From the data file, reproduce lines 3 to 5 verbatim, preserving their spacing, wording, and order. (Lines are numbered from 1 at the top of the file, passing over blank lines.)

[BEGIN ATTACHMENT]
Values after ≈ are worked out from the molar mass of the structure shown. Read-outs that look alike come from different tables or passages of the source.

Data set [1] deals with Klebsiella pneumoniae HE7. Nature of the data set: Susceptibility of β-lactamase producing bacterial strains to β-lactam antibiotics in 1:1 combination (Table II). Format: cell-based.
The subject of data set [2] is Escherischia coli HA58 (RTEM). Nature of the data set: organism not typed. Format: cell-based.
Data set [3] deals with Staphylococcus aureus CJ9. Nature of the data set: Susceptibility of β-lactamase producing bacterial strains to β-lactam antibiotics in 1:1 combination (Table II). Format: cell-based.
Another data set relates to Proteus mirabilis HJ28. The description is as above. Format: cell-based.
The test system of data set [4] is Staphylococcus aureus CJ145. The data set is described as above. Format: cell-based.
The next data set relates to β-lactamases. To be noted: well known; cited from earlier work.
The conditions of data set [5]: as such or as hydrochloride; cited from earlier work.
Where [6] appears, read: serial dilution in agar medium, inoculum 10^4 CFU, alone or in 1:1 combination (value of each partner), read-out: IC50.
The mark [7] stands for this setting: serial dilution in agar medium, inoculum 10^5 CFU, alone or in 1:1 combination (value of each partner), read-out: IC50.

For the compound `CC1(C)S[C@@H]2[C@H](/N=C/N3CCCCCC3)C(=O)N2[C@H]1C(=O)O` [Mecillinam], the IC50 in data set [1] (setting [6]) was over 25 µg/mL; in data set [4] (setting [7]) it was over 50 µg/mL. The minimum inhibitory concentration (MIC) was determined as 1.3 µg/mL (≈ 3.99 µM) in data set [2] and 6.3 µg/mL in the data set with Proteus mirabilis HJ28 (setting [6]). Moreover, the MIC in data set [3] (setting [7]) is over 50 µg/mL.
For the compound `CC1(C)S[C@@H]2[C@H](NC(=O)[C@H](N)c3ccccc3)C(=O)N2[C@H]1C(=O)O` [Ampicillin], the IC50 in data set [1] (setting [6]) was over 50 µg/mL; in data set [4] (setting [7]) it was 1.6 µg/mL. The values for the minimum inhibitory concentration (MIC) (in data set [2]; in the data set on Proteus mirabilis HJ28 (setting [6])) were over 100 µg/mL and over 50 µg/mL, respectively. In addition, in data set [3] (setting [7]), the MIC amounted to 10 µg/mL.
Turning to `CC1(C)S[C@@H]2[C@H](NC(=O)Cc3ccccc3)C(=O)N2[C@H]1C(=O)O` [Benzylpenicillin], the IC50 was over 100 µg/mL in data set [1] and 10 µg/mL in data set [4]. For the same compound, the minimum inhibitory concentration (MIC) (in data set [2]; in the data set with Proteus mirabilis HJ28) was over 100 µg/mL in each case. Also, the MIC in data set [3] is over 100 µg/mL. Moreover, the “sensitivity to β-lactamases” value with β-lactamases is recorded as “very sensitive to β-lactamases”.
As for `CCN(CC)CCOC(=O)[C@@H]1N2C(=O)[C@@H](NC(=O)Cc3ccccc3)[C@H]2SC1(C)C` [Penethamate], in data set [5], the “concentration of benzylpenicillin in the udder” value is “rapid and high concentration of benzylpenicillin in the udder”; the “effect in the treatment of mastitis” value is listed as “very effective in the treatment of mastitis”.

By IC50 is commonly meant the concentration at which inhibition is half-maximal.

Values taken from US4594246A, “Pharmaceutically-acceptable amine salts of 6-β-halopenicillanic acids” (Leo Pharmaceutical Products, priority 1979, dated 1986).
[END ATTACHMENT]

The subject of data set [2] is Escherischia coli HA58 (RTEM). Nature of the data set: organism not typed. Format: cell-based.
Data set [3] deals with Staphylococcus aureus CJ9. Nature of the data set: Susceptibility of β-lactamase producing bacterial strains to β-lactam antibiotics in 1:1 combination (Table II). Format: cell-based.
Another data set relates to Proteus mirabilis HJ28. The description is as above. Format: cell-based.